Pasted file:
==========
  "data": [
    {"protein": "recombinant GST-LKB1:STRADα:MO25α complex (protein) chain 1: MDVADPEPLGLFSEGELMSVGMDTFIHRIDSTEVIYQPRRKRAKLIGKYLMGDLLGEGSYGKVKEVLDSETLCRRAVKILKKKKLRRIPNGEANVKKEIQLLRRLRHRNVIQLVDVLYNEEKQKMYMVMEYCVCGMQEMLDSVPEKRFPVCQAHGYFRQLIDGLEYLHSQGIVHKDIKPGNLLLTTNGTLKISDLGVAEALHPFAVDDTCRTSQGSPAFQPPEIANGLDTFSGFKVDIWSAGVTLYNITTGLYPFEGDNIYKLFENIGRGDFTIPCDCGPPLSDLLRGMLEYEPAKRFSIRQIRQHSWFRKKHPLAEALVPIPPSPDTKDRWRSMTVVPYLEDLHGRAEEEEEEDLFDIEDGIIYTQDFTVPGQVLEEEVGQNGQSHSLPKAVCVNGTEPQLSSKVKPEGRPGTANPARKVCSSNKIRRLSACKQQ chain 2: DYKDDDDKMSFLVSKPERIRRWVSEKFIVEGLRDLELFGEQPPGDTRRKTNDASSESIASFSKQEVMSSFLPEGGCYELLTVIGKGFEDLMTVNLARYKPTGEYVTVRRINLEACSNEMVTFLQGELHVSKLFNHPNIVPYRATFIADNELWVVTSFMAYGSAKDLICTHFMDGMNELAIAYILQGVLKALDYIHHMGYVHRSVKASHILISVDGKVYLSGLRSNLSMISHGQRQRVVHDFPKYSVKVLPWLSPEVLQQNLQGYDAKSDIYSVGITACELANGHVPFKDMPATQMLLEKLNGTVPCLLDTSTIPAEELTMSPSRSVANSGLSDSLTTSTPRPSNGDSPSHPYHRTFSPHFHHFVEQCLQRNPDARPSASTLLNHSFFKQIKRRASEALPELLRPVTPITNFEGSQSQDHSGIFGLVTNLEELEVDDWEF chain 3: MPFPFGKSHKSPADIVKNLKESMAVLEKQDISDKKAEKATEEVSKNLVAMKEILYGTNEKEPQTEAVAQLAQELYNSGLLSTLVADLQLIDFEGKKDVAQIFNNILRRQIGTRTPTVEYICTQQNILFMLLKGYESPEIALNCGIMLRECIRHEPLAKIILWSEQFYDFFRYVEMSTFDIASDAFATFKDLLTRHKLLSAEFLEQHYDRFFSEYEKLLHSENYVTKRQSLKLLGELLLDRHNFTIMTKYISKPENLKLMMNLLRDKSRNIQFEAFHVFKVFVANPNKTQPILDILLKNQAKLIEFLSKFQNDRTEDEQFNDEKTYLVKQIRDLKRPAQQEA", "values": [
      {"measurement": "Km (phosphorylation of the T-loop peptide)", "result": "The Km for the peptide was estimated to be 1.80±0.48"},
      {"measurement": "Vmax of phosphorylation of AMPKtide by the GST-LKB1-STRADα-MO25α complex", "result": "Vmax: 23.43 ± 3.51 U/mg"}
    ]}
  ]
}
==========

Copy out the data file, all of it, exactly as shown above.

  "data": [
    {"protein": "recombinant GST-LKB1:STRADα:MO25α complex (protein) chain 1: MDVADPEPLGLFSEGELMSVGMDTFIHRIDSTEVIYQPRRKRAKLIGKYLMGDLLGEGSYGKVKEVLDSETLCRRAVKILKKKKLRRIPNGEANVKKEIQLLRRLRHRNVIQLVDVLYNEEKQKMYMVMEYCVCGMQEMLDSVPEKRFPVCQAHGYFRQLIDGLEYLHSQGIVHKDIKPGNLLLTTNGTLKISDLGVAEALHPFAVDDTCRTSQGSPAFQPPEIANGLDTFSGFKVDIWSAGVTLYNITTGLYPFEGDNIYKLFENIGRGDFTIPCDCGPPLSDLLRGMLEYEPAKRFSIRQIRQHSWFRKKHPLAEALVPIPPSPDTKDRWRSMTVVPYLEDLHGRAEEEEEEDLFDIEDGIIYTQDFTVPGQVLEEEVGQNGQSHSLPKAVCVNGTEPQLSSKVKPEGRPGTANPARKVCSSNKIRRLSACKQQ chain 2: DYKDDDDKMSFLVSKPERIRRWVSEKFIVEGLRDLELFGEQPPGDTRRKTNDASSESIASFSKQEVMSSFLPEGGCYELLTVIGKGFEDLMTVNLARYKPTGEYVTVRRINLEACSNEMVTFLQGELHVSKLFNHPNIVPYRATFIADNELWVVTSFMAYGSAKDLICTHFMDGMNELAIAYILQGVLKALDYIHHMGYVHRSVKASHILISVDGKVYLSGLRSNLSMISHGQRQRVVHDFPKYSVKVLPWLSPEVLQQNLQGYDAKSDIYSVGITACELANGHVPFKDMPATQMLLEKLNGTVPCLLDTSTIPAEELTMSPSRSVANSGLSDSLTTSTPRPSNGDSPSHPYHRTFSPHFHHFVEQCLQRNPDARPSASTLLNHSFFKQIKRRASEALPELLRPVTPITNFEGSQSQDHSGIFGLVTNLEELEVDDWEF chain 3: MPFPFGKSHKSPADIVKNLKESMAVLEKQDISDKKAEKATEEVSKNLVAMKEILYGTNEKEPQTEAVAQLAQELYNSGLLSTLVADLQLIDFEGKKDVAQIFNNILRRQIGTRTPTVEYICTQQNILFMLLKGYESPEIALNCGIMLRECIRHEPLAKIILWSEQFYDFFRYVEMSTFDIASDAFATFKDLLTRHKLLSAEFLEQHYDRFFSEYEKLLHSENYVTKRQSLKLLGELLLDRHNFTIMTKYISKPENLKLMMNLLRDKSRNIQFEAFHVFKVFVANPNKTQPILDILLKNQAKLIEFLSKFQNDRTEDEQFNDEKTYLVKQIRDLKRPAQQEA", "values": [
      {"measurement": "Km (phosphorylation of the T-loop peptide)", "result": "The Km for the peptide was estimated to be 1.80±0.48"},
      {"measurement": "Vmax of phosphorylation of AMPKtide by the GST-LKB1-STRADα-MO25α complex", "result": "Vmax: 23.43 ± 3.51 U/mg"}
    ]}
  ]
}